The founders of music streaming service Spotify have urged European governments to give more support to entrepreneurs so that they do not feel the need to leave the region and head to the US' Silicon Valley in order to achieve global success.
In a letter to The Telegraph, Daniel Ek and Martin Lorentzon, said that while Europe has the policy infrastructure to produce world-class companies, it needed to change its attitude towards start-ups.
“Entrepreneurship - long the engine for US growth - has not been cultivated in an effective or systematic way over here in Europe. Boosting European start-ups requires more than just a change in policy. It requires a change in mentality,” they wrote.
“Despite the huge opportunity ahead, entrepreneurship is not the first choice career for many of our most talented people, and too many think they have to leave Europe to be successful.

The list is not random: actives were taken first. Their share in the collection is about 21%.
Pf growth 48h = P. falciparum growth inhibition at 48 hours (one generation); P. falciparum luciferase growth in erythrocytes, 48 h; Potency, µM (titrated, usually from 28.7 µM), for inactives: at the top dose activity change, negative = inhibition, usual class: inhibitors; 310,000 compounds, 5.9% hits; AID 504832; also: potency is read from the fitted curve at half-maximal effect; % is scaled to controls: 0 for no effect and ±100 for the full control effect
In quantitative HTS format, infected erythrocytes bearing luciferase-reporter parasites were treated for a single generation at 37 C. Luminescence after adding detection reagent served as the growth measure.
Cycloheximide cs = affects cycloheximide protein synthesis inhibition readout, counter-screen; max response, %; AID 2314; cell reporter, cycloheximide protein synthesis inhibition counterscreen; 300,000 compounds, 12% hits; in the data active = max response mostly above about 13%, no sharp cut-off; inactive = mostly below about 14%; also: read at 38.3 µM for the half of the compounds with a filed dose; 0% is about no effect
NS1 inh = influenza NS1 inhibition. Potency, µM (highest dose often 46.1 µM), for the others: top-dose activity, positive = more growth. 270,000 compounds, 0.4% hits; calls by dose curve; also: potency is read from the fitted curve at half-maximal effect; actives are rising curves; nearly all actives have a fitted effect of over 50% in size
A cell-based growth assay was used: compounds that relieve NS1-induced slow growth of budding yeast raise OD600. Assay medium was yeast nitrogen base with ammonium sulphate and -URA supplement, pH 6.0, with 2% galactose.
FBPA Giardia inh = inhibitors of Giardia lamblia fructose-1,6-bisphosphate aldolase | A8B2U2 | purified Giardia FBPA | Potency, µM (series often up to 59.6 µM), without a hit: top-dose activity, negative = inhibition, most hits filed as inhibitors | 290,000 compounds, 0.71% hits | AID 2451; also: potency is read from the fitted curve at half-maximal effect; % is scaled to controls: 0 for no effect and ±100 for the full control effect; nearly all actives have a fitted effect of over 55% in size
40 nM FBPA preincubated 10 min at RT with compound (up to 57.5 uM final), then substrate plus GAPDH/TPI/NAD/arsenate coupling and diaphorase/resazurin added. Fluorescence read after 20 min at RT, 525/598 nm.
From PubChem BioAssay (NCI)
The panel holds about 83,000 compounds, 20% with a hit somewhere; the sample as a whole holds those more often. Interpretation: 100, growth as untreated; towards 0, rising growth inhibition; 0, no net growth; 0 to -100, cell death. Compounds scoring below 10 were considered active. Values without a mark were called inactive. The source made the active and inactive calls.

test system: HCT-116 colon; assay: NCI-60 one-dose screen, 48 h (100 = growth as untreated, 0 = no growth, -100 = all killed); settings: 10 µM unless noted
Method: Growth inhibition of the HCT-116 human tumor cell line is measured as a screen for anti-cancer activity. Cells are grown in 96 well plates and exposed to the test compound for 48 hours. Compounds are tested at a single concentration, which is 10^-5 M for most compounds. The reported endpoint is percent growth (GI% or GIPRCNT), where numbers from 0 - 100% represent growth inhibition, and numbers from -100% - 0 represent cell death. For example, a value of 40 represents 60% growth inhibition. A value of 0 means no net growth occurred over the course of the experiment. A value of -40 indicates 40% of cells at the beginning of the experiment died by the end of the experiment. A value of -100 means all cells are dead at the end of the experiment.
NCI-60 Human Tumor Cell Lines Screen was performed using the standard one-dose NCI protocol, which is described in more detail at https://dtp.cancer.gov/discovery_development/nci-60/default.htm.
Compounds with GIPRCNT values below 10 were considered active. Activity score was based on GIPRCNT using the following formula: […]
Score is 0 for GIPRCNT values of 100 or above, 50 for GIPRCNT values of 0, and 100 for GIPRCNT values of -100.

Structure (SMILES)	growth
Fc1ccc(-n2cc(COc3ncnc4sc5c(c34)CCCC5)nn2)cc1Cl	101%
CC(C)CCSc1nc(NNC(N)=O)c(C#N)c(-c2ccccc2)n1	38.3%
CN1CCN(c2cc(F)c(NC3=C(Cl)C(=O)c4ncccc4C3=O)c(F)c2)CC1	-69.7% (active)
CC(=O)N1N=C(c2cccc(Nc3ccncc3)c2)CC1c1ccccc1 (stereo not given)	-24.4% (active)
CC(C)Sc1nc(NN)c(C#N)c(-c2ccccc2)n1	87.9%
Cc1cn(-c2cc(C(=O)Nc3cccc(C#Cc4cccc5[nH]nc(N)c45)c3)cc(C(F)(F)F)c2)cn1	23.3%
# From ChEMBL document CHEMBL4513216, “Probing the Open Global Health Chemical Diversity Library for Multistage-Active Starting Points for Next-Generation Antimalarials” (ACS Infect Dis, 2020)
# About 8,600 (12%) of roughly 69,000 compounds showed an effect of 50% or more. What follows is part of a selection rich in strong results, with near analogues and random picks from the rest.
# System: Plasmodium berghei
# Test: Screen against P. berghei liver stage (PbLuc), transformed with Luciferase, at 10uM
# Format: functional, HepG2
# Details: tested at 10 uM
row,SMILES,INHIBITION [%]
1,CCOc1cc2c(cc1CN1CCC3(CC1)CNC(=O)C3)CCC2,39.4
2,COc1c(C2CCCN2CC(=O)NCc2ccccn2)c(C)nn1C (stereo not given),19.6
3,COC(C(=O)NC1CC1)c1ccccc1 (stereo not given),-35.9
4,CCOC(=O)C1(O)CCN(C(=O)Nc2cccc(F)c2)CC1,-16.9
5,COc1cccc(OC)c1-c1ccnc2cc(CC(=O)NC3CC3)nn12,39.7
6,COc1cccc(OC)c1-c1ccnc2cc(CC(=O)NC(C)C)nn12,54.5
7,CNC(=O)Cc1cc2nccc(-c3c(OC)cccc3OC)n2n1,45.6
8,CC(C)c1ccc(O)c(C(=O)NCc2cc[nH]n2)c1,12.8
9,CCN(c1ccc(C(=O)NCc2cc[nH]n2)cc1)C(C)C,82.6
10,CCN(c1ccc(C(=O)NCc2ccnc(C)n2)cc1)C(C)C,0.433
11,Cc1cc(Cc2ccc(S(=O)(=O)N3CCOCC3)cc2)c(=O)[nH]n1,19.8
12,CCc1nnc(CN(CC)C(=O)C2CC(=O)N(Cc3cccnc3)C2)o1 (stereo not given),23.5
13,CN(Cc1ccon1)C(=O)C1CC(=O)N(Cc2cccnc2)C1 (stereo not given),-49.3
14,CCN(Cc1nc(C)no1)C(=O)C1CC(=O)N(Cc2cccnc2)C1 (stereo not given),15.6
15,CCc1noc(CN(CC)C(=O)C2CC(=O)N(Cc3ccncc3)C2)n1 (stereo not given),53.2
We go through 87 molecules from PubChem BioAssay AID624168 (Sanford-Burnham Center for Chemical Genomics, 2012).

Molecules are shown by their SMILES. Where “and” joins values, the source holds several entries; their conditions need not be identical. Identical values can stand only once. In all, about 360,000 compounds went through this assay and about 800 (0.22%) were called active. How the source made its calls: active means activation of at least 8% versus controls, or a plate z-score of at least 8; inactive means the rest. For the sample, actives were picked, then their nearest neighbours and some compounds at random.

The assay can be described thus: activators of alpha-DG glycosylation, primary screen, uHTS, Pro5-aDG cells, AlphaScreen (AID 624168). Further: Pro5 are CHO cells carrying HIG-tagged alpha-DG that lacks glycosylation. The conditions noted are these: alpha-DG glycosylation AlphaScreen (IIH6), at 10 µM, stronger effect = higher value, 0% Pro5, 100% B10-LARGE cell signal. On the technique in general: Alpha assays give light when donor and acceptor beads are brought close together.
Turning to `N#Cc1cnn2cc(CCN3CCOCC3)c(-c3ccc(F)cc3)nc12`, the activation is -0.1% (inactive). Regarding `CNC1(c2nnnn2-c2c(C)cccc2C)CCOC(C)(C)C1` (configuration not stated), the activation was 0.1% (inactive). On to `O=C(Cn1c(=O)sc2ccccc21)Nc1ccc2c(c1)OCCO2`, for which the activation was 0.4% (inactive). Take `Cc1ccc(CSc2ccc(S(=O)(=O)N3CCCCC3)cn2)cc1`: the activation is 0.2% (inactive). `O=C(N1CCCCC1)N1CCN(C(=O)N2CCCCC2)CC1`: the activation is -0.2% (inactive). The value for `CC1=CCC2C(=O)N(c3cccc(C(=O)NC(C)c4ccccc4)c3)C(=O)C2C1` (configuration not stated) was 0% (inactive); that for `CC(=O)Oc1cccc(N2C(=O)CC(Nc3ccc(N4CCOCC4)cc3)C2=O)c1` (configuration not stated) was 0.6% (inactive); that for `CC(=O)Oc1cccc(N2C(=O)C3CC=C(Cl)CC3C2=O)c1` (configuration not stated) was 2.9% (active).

“The truth is, there could be many more technology businesses that start in Europe and become globally successful,” they added.
Ek and Lorentzon are members of the Start-up Europe Leaders Club, an independent group of tech entrepreneurs who will provide guidance to the European Commission on what needs to be done to strengthen the environment for web entrepreneurs to start and stay in Europe.
The group believes that Europe has laid the foundations for the creation of major tech companies like Facebook, Apple and Google.
For example, in the UK there is London’s Tech City, and most recently, the government announced a £25 million Enterprise Capital Fund, called Episode 1, to support investors who back small, high-growth tech business.
“There is an emerging start-up culture across Europe, not a single Silicon Valley but a network of silicon hubs,” they said.
“There is an abundance of talent, ideas and energy and, already, some world-class companies that can inspire others to follow their lead. And, crucially, millions of consumers ready to use new products that help them in their daily lives.”
Other members of the Startup Europe Leaders Club include Joanna Shields from the Tech City Investment Organisation (TCIO), Reshma Sohoni from Seedcamp and Kaj Hed from Rovio, the maker of Angry Birds.
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